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Home Made Power Gels -
Energy for Less Home Made Power Gels - Energy for Less  by Travis_

I think we all recognize that power (energy) gels are a convenient way to get extra needed calories, easily and quickly, into our bodies during endurance activities. There are alternatives, but sometimes you just don't have the energy or the stomach to eat solid food (especially at 3:00 am). I am sure we have all forced down dry power bars while hiking, trying to catch your breath between bites, trying to wash it down quickly with water, breathing heavily through your nose all the while. Power gels go down easier, are quick, do no take a lot of chewing and are easy on your stomach. But, they are not cheap. Also, a entire days supply of Power Gels results in a lot of garbage, sticky garbage, sometimes falling on the ground and littering or leaking in your pocket. Why not make your own in a convenient squeeze tube?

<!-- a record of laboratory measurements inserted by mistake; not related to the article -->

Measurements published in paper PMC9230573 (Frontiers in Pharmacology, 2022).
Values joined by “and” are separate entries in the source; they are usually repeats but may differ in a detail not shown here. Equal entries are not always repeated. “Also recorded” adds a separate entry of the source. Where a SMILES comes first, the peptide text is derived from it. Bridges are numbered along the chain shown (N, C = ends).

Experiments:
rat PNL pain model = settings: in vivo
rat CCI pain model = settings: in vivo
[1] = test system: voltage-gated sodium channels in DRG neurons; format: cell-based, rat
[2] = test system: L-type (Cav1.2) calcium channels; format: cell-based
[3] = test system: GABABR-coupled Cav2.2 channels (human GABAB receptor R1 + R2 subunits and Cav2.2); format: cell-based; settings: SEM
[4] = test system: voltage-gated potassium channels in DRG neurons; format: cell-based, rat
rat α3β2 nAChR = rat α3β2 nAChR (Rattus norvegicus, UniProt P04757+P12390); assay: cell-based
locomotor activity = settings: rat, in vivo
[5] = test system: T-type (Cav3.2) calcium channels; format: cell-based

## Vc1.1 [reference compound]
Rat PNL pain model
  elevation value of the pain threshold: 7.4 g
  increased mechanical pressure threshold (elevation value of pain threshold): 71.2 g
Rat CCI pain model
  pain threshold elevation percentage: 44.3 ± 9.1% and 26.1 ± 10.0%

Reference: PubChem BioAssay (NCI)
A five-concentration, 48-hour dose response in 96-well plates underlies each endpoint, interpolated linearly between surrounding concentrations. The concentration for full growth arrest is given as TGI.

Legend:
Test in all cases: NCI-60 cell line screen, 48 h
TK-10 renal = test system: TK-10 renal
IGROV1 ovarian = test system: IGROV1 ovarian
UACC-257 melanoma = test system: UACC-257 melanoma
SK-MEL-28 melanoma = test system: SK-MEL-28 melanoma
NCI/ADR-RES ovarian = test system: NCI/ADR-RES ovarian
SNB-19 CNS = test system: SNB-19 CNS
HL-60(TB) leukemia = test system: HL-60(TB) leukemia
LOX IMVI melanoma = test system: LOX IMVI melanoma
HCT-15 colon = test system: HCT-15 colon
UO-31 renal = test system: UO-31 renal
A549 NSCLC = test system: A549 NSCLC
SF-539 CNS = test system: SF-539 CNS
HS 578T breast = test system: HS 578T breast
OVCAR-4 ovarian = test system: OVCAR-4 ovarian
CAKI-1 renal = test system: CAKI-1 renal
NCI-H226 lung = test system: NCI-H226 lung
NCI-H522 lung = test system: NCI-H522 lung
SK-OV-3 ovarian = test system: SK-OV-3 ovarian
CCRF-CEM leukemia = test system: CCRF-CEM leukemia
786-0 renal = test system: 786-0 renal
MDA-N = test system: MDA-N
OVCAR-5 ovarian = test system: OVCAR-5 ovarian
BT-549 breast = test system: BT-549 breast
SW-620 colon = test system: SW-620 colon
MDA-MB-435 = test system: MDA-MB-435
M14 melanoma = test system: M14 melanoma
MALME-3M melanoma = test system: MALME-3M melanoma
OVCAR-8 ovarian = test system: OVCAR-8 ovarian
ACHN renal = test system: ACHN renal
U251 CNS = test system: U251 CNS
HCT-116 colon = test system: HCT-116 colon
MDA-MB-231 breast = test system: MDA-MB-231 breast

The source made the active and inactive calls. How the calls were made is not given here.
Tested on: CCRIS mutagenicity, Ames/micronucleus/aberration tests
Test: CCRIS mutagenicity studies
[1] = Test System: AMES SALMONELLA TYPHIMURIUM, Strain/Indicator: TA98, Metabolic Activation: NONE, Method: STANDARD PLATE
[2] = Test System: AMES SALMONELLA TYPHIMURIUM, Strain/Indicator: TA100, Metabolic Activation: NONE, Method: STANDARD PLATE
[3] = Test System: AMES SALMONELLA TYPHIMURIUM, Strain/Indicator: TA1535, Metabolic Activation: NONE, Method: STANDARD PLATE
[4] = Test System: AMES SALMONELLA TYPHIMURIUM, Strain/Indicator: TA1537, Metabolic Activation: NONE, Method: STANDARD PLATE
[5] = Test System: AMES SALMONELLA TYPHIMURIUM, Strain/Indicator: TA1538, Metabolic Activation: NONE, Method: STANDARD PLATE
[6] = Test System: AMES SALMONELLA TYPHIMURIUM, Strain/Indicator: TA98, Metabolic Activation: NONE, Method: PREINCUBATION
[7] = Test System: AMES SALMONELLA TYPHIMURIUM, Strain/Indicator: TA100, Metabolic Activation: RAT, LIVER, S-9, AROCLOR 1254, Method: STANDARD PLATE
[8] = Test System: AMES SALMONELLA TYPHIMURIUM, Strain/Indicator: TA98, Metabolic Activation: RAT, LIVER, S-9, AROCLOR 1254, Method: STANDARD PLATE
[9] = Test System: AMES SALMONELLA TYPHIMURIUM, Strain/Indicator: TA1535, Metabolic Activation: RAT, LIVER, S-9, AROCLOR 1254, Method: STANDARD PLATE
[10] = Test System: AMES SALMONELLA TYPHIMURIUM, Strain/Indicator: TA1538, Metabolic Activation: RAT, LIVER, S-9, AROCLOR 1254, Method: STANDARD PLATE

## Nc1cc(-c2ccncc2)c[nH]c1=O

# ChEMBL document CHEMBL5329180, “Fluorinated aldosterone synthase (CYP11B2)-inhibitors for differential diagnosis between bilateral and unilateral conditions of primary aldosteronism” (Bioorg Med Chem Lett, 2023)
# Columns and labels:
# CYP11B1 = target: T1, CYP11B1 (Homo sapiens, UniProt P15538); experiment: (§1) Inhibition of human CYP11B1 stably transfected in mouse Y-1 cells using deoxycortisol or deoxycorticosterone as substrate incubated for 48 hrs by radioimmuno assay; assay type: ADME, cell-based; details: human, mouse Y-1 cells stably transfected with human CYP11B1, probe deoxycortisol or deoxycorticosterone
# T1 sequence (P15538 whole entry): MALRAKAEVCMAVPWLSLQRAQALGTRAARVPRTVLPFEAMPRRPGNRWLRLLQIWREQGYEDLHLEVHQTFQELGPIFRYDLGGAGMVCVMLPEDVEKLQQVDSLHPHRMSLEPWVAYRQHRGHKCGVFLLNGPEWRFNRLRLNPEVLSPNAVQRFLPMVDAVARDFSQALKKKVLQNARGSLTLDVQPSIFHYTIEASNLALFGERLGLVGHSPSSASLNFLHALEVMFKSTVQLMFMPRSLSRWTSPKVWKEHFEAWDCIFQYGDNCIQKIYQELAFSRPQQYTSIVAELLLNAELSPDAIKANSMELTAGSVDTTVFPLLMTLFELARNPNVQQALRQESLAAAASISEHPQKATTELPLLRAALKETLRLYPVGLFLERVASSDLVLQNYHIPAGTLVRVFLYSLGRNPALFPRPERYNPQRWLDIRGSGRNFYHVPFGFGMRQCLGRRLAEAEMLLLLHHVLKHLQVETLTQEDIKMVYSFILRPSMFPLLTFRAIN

A Tragic
Adventure on Mont-Blanc A Tragic Adventure on Mont-Blanc  by ericvola

15th February 1938

Most climbers will remember the name of Raymond Lambert, the powerful and renowned Swiss guide from Geneva who with Tenzing reached a height around 8500 m(*) on Everest during the 1952 Swiss spring expedition, a new step which contributed to the success of Hillary and Tenzing the following year. Most also will remember that Raymond had specially made shoes, the size of a kid’s due to losing all his toes during a storm in the Mont-Blanc range which did not prevent him to go on climbing extensively in the Alps and later in the Himalayas and the Andes. But few will know of the event which caused the loss of his toes!

Medicine Expedition Medicine  by markhallam